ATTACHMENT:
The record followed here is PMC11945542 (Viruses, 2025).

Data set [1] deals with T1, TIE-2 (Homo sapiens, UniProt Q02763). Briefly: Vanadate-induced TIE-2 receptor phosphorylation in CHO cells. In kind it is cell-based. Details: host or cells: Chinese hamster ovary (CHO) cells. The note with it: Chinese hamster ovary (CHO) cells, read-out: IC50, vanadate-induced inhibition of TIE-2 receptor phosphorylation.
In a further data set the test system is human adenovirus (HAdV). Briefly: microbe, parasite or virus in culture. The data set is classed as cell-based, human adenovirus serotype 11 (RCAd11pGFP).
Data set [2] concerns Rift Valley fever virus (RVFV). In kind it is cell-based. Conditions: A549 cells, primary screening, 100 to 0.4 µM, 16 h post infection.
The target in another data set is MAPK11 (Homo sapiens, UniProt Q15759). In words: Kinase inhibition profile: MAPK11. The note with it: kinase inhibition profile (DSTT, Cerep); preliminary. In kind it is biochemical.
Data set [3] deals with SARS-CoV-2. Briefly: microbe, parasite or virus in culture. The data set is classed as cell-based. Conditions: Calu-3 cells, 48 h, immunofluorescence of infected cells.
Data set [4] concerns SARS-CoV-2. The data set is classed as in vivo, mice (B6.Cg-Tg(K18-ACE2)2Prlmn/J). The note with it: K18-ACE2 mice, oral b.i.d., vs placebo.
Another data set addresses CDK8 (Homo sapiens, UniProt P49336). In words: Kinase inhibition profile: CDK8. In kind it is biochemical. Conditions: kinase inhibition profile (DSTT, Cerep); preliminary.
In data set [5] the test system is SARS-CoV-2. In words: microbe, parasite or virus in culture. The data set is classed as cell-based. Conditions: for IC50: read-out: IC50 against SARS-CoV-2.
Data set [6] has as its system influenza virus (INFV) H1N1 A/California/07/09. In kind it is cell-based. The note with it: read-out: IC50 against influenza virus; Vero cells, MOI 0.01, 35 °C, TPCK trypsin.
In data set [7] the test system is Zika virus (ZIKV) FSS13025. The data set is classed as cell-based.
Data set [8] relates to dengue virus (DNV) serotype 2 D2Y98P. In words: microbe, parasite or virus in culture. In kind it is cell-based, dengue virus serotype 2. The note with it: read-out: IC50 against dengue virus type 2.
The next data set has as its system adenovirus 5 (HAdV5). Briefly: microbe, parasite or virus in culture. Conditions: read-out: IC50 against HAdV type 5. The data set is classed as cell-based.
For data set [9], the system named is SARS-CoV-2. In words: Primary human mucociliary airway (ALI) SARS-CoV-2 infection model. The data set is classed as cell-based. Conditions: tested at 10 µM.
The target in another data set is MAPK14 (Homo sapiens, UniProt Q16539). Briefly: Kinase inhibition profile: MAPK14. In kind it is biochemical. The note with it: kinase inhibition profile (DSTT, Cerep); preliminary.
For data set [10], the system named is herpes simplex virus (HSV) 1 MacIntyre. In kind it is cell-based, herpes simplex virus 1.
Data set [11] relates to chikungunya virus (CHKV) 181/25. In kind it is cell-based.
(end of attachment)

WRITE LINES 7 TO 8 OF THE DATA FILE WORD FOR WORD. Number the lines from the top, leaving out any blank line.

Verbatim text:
Data set [4] concerns SARS-CoV-2. The data set is classed as in vivo, mice (B6.Cg-Tg(K18-ACE2)2Prlmn/J). The note with it: K18-ACE2 mice, oral b.i.d., vs placebo.
Another data set addresses CDK8 (Homo sapiens, UniProt P49336). In words: Kinase inhibition profile: CDK8. In kind it is biochemical. Conditions: kinase inhibition profile (DSTT, Cerep); preliminary.